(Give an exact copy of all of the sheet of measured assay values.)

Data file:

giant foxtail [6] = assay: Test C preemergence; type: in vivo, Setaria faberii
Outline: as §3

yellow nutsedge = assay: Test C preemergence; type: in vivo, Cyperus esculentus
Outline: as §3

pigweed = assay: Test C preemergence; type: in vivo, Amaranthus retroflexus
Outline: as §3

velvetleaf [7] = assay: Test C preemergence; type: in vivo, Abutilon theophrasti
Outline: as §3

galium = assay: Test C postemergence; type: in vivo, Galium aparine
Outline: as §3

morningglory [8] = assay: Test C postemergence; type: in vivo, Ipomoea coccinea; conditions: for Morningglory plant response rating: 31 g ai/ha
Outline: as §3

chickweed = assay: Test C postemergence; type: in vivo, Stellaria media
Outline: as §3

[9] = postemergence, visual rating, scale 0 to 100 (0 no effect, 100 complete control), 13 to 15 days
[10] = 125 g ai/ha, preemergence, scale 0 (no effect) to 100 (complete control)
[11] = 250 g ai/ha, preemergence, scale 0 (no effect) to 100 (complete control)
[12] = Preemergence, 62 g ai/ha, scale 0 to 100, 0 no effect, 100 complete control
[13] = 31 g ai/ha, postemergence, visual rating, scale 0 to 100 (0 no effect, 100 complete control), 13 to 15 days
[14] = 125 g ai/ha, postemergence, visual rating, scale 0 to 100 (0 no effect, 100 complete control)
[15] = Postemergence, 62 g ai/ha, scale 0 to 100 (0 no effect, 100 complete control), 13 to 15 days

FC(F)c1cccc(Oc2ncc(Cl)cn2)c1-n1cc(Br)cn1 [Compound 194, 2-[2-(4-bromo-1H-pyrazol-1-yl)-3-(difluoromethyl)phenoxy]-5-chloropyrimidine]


giant foxtail [6] = assay: Test C preemergence; type: in vivo, Setaria faberii
Outline: as §3

yellow nutsedge = assay: Test C preemergence; type: in vivo, Cyperus esculentus
Outline: as §3

pigweed = assay: Test C preemergence; type: in vivo, Amaranthus retroflexus
Outline: as §3

velvetleaf [7] = assay: Test C preemergence; type: in vivo, Abutilon theophrasti
Outline: as §3

galium = assay: Test C postemergence; type: in vivo, Galium aparine
Outline: as §3

morningglory [8] = assay: Test C postemergence; type: in vivo, Ipomoea coccinea; conditions: for Morningglory plant response rating: 31 g ai/ha
Outline: as §3

chickweed = assay: Test C postemergence; type: in vivo, Stellaria media
Outline: as §3

[9] = postemergence, visual rating, scale 0 to 100 (0 no effect, 100 complete control), 13 to 15 days
[10] = 125 g ai/ha, preemergence, scale 0 (no effect) to 100 (complete control)
[11] = 250 g ai/ha, preemergence, scale 0 (no effect) to 100 (complete control)
[12] = Preemergence, 62 g ai/ha, scale 0 to 100, 0 no effect, 100 complete control
[13] = 31 g ai/ha, postemergence, visual rating, scale 0 to 100 (0 no effect, 100 complete control), 13 to 15 days
[14] = 125 g ai/ha, postemergence, visual rating, scale 0 to 100 (0 no effect, 100 complete control)
[15] = Postemergence, 62 g ai/ha, scale 0 to 100 (0 no effect, 100 complete control), 13 to 15 days

FC(F)c1cccc(Oc2ncc(Cl)cn2)c1-n1cc(Br)cn1 [Compound 194, 2-[2-(4-bromo-1H-pyrazol-1-yl)-3-(difluoromethyl)phenoxy]-5-chloropyrimidine]